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The writer Ian Leslie predicted as much back in December 2020, as we approached the end of the first year of the pandemic. “There will be two stages,” said the writer of Curious: The Desire to Know and Why Your Future Depends on It. “First, there’ll be the generation of gossip. There’s going to be a huge amount of gossip-worthy activity in those first few months! There’s going to be a pent-up social energy going on in the bars and the restaurants and everywhere else. And then, there’s going to be a massive deluge of gossip – like an earthquake followed by a tsunami of gossip.” Is it just me or did anyone else hear a tremor as Amber Heard took to the stand?

Perhaps we might view the reprise of gossip as a nod to our species’ very origins. After so much time alone and apart, we’re returning to the very thing that united us thousands of years ago, though the mysterious algorithms of social media and ubiquity of rolling news makes the experience seem uglier than it has before. It’s worth asking what gossip in the age of social media is doing to us. Can gossip now exist without tearing someone apart? At the time of writing, the #justiceforjohnnydepp hashtag has been viewed 16.3 billion times, compared to only 53.6 million for #justiceforamberheard. Is this relentless finger pointing rooted in an overcompensation for the decimation that the pandemic caused to our lives?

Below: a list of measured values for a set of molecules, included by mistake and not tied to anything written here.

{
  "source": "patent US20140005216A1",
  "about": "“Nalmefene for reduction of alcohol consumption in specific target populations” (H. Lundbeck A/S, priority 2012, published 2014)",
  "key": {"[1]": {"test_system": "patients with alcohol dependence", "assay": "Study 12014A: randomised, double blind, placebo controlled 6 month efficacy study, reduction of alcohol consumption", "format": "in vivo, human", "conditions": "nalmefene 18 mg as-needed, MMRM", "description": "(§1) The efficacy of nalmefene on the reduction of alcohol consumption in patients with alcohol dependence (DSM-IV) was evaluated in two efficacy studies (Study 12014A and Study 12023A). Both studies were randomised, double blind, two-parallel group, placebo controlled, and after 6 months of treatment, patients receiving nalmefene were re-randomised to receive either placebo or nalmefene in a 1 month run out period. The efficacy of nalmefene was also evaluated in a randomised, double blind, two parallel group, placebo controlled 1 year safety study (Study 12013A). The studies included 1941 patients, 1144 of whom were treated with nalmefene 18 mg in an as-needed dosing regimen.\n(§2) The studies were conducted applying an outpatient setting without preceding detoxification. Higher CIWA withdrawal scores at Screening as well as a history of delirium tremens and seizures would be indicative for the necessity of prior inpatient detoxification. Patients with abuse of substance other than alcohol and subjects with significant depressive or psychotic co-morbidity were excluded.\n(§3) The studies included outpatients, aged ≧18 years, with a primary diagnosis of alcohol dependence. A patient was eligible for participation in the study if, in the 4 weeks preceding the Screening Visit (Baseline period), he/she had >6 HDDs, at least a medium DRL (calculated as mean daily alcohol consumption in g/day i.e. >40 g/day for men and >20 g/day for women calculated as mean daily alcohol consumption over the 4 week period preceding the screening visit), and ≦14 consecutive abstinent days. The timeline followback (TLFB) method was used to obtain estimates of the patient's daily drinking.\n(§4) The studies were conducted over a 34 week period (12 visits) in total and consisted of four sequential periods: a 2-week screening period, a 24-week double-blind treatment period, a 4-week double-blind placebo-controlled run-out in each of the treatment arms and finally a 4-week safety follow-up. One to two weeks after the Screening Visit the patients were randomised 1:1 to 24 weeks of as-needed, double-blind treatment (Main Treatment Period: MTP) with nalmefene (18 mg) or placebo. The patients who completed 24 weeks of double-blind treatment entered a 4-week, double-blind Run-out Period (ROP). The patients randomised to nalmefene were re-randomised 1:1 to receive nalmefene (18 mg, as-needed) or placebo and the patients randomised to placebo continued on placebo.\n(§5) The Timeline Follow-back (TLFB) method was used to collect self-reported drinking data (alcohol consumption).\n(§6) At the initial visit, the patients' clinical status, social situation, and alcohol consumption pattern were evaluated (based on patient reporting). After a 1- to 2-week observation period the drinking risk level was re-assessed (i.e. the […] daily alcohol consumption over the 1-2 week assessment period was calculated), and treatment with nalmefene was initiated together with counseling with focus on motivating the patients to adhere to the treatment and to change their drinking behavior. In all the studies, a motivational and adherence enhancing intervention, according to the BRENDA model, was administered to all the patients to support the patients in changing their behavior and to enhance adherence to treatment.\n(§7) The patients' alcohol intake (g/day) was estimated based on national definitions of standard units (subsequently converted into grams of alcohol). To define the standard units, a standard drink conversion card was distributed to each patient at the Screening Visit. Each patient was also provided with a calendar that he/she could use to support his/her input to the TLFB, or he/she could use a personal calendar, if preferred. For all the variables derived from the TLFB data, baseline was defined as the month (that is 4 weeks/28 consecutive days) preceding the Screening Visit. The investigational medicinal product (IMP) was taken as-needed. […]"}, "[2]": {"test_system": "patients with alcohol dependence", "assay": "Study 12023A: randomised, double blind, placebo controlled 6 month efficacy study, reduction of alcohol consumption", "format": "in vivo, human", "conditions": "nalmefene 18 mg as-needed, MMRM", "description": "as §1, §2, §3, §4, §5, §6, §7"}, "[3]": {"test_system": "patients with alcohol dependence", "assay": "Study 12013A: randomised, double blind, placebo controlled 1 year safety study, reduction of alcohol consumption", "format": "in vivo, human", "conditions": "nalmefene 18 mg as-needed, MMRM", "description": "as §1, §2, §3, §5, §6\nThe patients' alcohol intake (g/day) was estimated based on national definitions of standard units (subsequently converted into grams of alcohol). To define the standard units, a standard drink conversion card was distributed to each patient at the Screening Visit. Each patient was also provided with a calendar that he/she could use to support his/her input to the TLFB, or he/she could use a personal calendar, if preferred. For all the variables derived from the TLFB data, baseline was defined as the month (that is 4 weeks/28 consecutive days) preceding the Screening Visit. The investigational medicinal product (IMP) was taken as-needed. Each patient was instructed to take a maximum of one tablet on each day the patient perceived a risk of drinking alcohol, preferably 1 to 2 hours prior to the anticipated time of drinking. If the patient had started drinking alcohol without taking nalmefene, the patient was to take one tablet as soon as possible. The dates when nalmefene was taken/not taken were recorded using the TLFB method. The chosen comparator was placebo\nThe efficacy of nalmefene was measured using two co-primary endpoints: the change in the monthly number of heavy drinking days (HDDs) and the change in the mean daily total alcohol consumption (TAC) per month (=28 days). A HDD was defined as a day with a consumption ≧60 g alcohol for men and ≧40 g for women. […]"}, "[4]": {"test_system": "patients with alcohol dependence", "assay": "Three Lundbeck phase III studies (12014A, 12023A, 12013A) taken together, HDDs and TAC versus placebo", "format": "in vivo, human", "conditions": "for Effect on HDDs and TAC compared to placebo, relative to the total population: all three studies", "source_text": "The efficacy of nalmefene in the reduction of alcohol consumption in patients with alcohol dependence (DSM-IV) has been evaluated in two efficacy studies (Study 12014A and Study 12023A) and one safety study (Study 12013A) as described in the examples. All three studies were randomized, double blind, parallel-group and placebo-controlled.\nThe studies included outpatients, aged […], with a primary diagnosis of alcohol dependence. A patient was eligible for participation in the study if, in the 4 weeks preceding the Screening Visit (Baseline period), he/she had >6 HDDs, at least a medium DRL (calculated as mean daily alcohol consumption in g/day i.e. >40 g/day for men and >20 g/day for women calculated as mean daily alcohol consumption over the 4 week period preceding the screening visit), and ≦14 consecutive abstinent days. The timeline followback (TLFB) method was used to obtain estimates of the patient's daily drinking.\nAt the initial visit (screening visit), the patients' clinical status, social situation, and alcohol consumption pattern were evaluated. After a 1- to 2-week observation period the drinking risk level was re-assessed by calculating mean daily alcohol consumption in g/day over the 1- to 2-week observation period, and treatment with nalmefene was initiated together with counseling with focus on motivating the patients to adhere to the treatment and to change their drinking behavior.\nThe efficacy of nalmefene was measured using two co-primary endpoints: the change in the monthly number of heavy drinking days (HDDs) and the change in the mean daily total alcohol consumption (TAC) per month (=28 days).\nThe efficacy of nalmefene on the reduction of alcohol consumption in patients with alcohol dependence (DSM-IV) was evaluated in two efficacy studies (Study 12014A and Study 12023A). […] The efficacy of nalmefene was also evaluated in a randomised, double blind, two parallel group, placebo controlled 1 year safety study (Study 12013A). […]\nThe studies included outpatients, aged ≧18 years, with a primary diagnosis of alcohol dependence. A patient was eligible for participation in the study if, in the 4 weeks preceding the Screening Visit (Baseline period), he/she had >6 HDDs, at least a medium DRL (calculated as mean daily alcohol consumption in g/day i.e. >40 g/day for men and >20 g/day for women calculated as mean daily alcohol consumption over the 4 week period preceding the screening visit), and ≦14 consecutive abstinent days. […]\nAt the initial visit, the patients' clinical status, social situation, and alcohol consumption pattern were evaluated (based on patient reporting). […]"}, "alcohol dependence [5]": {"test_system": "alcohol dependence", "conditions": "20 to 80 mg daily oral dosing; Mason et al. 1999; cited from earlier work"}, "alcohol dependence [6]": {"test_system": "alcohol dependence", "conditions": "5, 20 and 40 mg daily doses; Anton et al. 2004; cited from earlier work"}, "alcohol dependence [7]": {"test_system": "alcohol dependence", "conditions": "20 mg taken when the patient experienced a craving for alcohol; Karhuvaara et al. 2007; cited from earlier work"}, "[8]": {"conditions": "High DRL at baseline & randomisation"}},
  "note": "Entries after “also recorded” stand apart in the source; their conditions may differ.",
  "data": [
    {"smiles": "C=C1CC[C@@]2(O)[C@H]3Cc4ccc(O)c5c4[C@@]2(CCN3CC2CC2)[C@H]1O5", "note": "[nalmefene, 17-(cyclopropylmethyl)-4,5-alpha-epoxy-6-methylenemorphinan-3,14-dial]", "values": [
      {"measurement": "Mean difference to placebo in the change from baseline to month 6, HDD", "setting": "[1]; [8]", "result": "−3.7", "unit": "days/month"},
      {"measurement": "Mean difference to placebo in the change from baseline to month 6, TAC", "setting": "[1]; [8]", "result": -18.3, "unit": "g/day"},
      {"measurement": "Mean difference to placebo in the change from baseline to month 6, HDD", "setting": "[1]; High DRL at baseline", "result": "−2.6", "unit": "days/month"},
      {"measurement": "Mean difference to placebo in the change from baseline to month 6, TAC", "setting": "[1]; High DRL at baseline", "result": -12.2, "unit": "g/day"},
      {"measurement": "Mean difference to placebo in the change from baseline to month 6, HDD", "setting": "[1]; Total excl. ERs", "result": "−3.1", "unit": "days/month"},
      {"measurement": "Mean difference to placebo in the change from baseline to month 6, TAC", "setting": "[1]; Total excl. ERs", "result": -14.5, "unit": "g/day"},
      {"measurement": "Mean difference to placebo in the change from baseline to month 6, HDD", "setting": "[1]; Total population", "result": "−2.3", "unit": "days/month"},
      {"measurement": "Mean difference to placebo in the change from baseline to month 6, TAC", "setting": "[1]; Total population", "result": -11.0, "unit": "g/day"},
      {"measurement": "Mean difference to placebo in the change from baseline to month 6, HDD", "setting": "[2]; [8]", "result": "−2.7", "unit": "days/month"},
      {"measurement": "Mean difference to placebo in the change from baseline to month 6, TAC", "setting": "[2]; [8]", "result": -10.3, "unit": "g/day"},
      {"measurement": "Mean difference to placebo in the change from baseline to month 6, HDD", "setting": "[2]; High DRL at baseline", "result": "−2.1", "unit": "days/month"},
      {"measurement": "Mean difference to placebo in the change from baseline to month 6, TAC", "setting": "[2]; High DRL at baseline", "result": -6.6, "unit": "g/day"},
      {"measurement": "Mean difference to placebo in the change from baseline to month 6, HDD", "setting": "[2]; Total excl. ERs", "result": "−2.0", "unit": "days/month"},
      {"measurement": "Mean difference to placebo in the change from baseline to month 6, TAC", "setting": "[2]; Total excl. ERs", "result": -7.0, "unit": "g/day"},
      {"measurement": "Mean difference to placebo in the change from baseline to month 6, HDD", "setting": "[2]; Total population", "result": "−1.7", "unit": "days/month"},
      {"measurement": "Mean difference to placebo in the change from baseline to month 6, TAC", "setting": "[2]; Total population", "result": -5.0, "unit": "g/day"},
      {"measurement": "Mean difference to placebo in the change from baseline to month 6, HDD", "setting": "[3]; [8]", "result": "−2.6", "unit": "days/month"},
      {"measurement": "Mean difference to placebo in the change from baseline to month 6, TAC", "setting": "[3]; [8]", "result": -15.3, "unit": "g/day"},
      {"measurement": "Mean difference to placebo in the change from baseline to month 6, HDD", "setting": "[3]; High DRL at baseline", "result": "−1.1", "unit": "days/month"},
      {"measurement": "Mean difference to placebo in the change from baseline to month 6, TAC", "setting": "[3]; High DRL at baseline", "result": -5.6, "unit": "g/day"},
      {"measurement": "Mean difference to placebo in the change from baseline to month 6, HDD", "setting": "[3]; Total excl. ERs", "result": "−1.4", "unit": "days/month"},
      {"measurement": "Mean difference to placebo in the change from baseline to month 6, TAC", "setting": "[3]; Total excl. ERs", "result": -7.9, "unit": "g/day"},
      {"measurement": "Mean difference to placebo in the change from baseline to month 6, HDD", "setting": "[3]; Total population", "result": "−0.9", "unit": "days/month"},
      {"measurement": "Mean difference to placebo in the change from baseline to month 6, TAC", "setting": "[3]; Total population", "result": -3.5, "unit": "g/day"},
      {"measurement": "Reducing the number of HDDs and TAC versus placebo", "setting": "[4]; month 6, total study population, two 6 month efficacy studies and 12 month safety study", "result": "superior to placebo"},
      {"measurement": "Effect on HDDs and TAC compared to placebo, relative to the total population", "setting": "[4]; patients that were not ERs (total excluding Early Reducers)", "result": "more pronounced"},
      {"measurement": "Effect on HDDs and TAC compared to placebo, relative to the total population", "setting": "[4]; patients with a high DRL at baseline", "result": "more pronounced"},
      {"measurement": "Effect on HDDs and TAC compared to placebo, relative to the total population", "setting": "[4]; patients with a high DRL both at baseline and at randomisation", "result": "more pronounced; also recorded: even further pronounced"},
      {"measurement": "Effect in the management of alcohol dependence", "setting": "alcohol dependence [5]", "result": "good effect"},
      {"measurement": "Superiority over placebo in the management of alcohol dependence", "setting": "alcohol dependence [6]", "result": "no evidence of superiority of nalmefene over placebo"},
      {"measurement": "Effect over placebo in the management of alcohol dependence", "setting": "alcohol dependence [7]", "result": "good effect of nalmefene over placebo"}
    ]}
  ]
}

“A good way of avoiding dealing with your own problems is pointing your finger at someone else’s, that makes us feel better,” says chartered psychologist and author of The Leader’s Guide To Resilience Dr Audrey Tang. She too references the role she believes that gossip played in our species evolution. “If there’s someone weaker than us, then it’s better for us,” she says. “If we can actually make it clear so-and-so is weaker – we get the resources, we get the praise, we feel safer.”

“Like any other human activity, gossip is great in moderation,” adds Ian Leslie, “and with moral moderation as well as quantity. It’s dangerous and can be destructive if used unwisely or uncaringly.”

As someone who has gossiped and been gossiped about, I know the pain and the pleasure of all that has been outlined prior. And yet I can’t help thinking that 21st century gossip is of a more bitter flavour than what has come prior. Social media, a place where humans are reduced to mere avatars, where the very platform does the difficult work of dehumanisation for you, can result in more pain than chatter by the watercooler ever did. I’m going to try harder than ever not to take part in this theatre of cruelty. Unless Jack Grealish is on the telly and then he is getting it.